Emirates airline staff to receive pay rise in line with higher cost of living worldwide

Increases in basic pay and fixed allowances set to start from July

Stewardesses pose in front of an Emirates Airlines A380 aircraft. AFP
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Emirates airline employees in Dubai and around the world will receive a pay increase in line with the rising cost of living and inflation globally.

Dubai-based workers will receive increases in accommodation and transport allowances and a 5 per cent raise in their basic salaries from July 1 and a 10 per cent increase in the education support allowance from September, according to an Emirates Group letter to employees seen by The National.

The basic salaries of staff based abroad will be raised to keep pace with the cost of living where they are based, with changes to fixed allowances linked to local market conditions, the company said.

“These increases are a direct response to the rise in cost of living and inflation, which we recognise has put pressure on you and your families,” the memo said.

Inflation in the UAE hit 4.8 per cent in 2022 but has been projected to fall to 3.2 per cent in 2023 and 2.8 per cent 2024, according to the Central Bank's Quarterly Economic Review 2022.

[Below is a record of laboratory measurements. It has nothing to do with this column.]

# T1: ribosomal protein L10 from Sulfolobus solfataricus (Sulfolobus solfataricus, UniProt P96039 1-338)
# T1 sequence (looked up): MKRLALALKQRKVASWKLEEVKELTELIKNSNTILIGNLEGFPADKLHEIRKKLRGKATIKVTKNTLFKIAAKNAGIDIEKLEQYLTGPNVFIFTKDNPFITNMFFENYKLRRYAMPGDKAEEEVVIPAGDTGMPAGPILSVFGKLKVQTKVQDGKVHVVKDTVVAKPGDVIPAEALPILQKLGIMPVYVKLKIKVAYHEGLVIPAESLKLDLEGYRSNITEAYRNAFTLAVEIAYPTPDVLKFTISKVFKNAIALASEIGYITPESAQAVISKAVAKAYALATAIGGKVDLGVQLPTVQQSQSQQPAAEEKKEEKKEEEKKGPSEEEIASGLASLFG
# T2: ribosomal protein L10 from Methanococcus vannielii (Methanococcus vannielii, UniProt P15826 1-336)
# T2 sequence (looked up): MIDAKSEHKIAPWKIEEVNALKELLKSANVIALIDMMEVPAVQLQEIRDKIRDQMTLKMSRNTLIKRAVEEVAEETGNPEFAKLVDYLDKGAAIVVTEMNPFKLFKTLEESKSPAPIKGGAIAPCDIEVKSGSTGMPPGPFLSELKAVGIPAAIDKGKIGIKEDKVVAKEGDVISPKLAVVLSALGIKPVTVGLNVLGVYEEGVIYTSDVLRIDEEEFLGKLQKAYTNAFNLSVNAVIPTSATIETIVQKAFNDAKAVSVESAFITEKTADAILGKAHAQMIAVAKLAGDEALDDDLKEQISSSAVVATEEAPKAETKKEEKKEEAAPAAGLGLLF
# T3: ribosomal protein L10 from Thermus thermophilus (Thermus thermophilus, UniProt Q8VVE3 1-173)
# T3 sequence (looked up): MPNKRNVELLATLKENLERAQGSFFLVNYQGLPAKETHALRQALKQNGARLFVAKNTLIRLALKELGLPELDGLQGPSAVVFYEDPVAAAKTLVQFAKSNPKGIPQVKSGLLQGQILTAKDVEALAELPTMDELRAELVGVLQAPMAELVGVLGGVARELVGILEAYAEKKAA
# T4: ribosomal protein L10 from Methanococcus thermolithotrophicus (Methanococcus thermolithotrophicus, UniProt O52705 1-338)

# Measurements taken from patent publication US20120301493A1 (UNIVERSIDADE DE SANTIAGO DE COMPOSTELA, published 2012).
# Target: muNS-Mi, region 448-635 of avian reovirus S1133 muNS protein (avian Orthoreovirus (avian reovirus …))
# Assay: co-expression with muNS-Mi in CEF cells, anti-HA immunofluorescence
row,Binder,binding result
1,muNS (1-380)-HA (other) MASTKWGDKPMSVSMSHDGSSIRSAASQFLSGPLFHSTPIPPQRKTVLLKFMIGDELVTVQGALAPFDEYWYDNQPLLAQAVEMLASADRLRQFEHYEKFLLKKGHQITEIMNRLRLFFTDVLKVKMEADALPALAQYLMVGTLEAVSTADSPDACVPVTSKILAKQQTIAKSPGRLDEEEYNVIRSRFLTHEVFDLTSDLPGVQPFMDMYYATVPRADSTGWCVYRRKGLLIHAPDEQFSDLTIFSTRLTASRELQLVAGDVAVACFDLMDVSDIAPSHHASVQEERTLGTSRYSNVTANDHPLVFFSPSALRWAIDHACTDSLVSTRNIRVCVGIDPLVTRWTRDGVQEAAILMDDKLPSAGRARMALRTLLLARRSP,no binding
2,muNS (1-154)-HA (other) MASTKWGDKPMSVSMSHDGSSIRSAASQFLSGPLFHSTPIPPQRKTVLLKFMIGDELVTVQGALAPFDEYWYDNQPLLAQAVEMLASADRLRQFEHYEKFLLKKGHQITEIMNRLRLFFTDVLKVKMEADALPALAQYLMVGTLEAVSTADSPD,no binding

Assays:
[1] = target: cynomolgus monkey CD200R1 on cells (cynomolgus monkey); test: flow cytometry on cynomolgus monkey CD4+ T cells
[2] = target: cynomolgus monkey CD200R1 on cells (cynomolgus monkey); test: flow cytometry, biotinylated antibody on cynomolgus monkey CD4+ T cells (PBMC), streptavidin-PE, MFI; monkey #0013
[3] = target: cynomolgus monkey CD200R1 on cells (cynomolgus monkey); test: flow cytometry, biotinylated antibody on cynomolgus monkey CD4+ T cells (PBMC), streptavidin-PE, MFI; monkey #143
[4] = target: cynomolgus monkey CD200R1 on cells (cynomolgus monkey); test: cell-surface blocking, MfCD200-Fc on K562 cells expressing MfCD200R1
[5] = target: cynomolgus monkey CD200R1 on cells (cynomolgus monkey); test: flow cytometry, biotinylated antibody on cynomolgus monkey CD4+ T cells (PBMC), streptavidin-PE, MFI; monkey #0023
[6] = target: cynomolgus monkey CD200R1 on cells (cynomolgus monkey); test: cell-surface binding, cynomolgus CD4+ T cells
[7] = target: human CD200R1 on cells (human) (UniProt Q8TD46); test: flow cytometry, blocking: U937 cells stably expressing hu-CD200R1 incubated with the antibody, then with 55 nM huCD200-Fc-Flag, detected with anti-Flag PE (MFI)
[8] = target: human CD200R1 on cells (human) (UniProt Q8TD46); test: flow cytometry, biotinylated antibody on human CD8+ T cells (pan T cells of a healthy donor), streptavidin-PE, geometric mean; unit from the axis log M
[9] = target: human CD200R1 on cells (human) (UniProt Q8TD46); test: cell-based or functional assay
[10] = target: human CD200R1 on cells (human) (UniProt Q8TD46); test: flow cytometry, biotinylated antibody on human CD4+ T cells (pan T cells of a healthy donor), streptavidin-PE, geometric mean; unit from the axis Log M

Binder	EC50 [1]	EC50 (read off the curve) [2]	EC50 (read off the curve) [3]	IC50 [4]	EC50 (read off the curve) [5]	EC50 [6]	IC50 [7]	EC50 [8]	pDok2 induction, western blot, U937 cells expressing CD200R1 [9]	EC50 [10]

That compares with a global inflation rate of 8.7 per cent in 2022. Global inflation will fall to 7 per cent this year and 4.9 per cent in 2024, according to International Monetary Fund estimates.

The airline's decision to raise employee wages comes after it set aside a bonus pot of Dh10.6 billion ($2.9 billion) for more than 50,000 of its employees, who received 24 weeks of pay with their May salary after the company reported a record annual profit.

Airlines around the world have renegotiated wages and paid bonuses as surging inflation drives up food and energy bills for employees.

Last year, British Airways, Germany's Lufthansa and Air France all agreed to salary increases ranging from 2.5 per cent to 8 per cent.

The decision by some airlines to pay higher wages also reflects the intense competition for aviation workers, as they seek to strengthen their operations in response to high travel demand after the Covid-19 pandemic.

It is also another indicator of the industry's recovery from the devastating impact of the pandemic since 2020, which forced airlines to cut jobs and salaries, and furlough staff as much of their fleets were grounded.

The global airline industry's annual profit forecast for 2023 more than doubled on higher travel demand and lower jet fuel prices in the first half of the year, according to the International Air Transport Association's latest report in June.

The industry is expected to collectively earn $9.8 billion in net income this year, up from a December forecast of $4.7 billion, Iata said earlier this month.

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Updated: June 21, 2023, 4:29 AM